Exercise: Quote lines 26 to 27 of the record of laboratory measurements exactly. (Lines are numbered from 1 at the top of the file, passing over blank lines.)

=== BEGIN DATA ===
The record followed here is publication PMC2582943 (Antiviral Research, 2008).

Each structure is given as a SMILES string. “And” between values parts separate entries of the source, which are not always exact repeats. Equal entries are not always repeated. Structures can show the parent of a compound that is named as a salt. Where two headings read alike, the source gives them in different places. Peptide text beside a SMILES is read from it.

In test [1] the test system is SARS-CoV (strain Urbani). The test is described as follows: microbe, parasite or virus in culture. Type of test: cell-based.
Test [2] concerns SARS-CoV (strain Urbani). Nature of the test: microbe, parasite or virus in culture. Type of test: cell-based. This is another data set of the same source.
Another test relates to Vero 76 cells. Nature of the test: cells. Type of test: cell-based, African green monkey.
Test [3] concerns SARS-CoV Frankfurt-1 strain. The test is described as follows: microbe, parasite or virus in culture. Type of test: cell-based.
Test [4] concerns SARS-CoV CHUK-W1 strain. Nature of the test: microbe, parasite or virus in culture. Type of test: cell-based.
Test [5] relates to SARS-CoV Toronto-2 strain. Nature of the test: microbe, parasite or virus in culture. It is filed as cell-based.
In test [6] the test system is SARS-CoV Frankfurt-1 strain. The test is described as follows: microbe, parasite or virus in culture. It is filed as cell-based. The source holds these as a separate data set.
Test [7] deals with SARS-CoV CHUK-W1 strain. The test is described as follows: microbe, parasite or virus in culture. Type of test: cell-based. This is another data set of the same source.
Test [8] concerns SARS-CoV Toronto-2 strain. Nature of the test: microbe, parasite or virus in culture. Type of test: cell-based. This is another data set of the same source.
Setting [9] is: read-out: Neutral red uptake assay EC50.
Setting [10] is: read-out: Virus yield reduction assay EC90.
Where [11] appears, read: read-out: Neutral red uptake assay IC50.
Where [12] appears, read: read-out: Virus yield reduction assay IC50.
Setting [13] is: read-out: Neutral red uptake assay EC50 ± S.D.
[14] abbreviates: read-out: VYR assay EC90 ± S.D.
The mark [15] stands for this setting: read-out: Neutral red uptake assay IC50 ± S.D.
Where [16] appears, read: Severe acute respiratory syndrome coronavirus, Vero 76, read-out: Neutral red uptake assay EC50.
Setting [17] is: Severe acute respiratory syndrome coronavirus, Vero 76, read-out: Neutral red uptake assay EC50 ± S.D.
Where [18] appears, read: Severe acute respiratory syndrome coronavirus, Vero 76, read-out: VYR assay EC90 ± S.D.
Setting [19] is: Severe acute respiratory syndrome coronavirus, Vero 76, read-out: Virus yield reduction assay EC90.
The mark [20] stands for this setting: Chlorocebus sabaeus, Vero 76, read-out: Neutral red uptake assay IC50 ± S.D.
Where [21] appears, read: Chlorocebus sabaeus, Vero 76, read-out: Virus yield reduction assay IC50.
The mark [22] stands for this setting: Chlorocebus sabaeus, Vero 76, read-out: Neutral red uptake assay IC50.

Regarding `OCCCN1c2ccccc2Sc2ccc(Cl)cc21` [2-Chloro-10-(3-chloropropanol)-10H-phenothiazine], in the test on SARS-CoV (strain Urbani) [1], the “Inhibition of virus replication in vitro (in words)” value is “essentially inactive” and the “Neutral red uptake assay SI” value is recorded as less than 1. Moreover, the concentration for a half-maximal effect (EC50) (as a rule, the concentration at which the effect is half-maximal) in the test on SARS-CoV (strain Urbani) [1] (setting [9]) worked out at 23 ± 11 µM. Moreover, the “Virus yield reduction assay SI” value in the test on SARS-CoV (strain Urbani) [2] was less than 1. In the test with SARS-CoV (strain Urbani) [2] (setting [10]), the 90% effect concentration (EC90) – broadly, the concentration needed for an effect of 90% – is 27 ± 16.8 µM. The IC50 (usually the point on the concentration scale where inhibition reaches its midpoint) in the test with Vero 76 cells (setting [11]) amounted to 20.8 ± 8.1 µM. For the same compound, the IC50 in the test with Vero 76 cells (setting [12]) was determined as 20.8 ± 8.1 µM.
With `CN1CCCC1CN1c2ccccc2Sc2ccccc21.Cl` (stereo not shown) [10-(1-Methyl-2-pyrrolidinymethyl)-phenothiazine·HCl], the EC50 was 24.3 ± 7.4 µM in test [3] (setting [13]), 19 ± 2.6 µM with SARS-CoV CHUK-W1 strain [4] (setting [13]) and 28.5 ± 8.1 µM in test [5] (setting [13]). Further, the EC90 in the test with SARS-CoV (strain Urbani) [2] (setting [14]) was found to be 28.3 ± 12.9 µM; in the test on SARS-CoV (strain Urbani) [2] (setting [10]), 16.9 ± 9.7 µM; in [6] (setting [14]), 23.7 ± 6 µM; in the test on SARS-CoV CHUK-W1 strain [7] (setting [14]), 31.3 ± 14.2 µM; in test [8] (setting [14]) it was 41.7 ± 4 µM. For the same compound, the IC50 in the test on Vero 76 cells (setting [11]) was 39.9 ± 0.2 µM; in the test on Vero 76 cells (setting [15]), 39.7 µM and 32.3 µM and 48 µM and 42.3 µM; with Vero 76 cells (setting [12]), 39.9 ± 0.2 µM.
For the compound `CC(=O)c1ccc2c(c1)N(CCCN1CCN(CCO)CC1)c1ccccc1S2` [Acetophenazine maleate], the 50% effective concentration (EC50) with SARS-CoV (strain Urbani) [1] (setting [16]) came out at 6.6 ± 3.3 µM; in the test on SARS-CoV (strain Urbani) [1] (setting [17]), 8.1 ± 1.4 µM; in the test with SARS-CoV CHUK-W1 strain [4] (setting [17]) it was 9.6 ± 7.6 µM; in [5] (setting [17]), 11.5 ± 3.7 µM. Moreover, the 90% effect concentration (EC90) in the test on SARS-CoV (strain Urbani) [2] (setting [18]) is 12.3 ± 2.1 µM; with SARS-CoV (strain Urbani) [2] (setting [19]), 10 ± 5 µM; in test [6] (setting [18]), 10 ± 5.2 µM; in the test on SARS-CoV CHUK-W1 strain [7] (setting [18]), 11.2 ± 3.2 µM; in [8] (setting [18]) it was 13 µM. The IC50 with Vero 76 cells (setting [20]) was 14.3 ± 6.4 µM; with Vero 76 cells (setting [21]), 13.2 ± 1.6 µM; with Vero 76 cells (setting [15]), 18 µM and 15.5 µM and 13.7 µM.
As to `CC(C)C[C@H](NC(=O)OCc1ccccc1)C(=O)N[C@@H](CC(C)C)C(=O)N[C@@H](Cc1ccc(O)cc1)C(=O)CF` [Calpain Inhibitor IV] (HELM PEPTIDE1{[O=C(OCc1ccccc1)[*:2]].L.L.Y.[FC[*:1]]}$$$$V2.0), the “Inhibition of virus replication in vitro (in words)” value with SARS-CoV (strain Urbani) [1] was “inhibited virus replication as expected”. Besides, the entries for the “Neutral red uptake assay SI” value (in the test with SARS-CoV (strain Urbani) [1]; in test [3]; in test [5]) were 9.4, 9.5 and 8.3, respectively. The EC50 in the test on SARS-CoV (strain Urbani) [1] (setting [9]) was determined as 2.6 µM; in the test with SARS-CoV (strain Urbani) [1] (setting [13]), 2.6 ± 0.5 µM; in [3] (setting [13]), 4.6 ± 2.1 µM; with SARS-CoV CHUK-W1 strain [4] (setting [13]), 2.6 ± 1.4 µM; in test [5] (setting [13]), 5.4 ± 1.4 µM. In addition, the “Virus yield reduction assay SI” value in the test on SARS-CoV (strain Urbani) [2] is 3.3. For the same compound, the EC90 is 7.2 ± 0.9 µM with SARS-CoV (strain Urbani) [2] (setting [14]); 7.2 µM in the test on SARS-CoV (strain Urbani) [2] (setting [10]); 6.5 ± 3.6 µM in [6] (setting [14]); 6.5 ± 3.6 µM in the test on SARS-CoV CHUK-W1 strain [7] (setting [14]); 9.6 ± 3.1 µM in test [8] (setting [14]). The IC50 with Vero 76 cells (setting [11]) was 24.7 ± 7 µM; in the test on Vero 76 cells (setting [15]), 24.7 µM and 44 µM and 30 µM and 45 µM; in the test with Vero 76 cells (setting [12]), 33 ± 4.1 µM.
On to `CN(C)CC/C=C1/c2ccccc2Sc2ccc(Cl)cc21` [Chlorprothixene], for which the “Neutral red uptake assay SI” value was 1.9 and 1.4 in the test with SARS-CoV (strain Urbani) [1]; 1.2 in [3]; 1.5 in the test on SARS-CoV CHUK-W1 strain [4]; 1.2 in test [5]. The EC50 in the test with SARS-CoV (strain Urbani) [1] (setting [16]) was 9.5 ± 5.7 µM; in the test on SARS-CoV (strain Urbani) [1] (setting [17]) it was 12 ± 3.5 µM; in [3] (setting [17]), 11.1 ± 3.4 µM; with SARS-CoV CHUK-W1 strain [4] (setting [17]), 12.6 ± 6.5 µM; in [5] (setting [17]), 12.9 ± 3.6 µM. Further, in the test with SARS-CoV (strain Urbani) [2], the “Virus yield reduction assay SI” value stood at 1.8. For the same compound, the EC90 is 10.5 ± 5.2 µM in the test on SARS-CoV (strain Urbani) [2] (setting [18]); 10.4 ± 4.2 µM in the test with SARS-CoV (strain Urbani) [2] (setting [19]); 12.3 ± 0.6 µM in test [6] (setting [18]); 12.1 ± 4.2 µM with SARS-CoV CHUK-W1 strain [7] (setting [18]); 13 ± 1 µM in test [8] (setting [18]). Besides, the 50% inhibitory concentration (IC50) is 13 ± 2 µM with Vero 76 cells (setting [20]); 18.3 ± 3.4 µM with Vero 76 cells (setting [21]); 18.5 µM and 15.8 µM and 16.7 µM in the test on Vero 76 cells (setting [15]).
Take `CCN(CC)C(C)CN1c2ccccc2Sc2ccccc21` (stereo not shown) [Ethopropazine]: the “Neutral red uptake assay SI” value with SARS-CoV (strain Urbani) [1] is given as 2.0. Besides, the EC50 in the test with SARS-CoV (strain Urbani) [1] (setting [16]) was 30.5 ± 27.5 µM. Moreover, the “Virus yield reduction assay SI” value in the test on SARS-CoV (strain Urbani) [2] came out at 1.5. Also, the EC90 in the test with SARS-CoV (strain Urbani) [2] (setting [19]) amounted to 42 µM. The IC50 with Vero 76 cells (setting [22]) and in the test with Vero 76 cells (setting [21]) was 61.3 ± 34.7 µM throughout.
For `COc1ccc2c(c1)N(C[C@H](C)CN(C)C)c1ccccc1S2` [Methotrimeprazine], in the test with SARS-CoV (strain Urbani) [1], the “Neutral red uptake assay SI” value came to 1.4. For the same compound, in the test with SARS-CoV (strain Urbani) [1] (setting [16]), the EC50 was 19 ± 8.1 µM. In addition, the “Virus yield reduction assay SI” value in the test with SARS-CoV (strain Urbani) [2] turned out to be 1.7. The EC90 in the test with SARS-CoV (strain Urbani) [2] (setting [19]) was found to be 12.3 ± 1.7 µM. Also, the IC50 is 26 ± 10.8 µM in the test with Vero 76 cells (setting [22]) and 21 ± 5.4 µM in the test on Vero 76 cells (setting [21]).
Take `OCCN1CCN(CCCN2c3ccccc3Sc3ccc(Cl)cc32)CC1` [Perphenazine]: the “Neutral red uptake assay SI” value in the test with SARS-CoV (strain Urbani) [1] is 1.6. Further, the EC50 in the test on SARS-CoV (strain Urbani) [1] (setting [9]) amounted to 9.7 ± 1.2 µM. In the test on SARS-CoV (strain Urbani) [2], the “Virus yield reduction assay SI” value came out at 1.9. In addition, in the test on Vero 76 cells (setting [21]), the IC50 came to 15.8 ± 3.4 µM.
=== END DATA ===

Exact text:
Regarding `OCCCN1c2ccccc2Sc2ccc(Cl)cc21` [2-Chloro-10-(3-chloropropanol)-10H-phenothiazine], in the test on SARS-CoV (strain Urbani) [1], the “Inhibition of virus replication in vitro (in words)” value is “essentially inactive” and the “Neutral red uptake assay SI” value is recorded as less than 1. Moreover, the concentration for a half-maximal effect (EC50) (as a rule, the concentration at which the effect is half-maximal) in the test on SARS-CoV (strain Urbani) [1] (setting [9]) worked out at 23 ± 11 µM. Moreover, the “Virus yield reduction assay SI” value in the test on SARS-CoV (strain Urbani) [2] was less than 1. In the test with SARS-CoV (strain Urbani) [2] (setting [10]), the 90% effect concentration (EC90) – broadly, the concentration needed for an effect of 90% – is 27 ± 16.8 µM. The IC50 (usually the point on the concentration scale where inhibition reaches its midpoint) in the test with Vero 76 cells (setting [11]) amounted to 20.8 ± 8.1 µM. For the same compound, the IC50 in the test with Vero 76 cells (setting [12]) was determined as 20.8 ± 8.1 µM.
With `CN1CCCC1CN1c2ccccc2Sc2ccccc21.Cl` (stereo not shown) [10-(1-Methyl-2-pyrrolidinymethyl)-phenothiazine·HCl], the EC50 was 24.3 ± 7.4 µM in test [3] (setting [13]), 19 ± 2.6 µM with SARS-CoV CHUK-W1 strain [4] (setting [13]) and 28.5 ± 8.1 µM in test [5] (setting [13]). Further, the EC90 in the test with SARS-CoV (strain Urbani) [2] (setting [14]) was found to be 28.3 ± 12.9 µM; in the test on SARS-CoV (strain Urbani) [2] (setting [10]), 16.9 ± 9.7 µM; in [6] (setting [14]), 23.7 ± 6 µM; in the test on SARS-CoV CHUK-W1 strain [7] (setting [14]), 31.3 ± 14.2 µM; in test [8] (setting [14]) it was 41.7 ± 4 µM. For the same compound, the IC50 in the test on Vero 76 cells (setting [11]) was 39.9 ± 0.2 µM; in the test on Vero 76 cells (setting [15]), 39.7 µM and 32.3 µM and 48 µM and 42.3 µM; with Vero 76 cells (setting [12]), 39.9 ± 0.2 µM.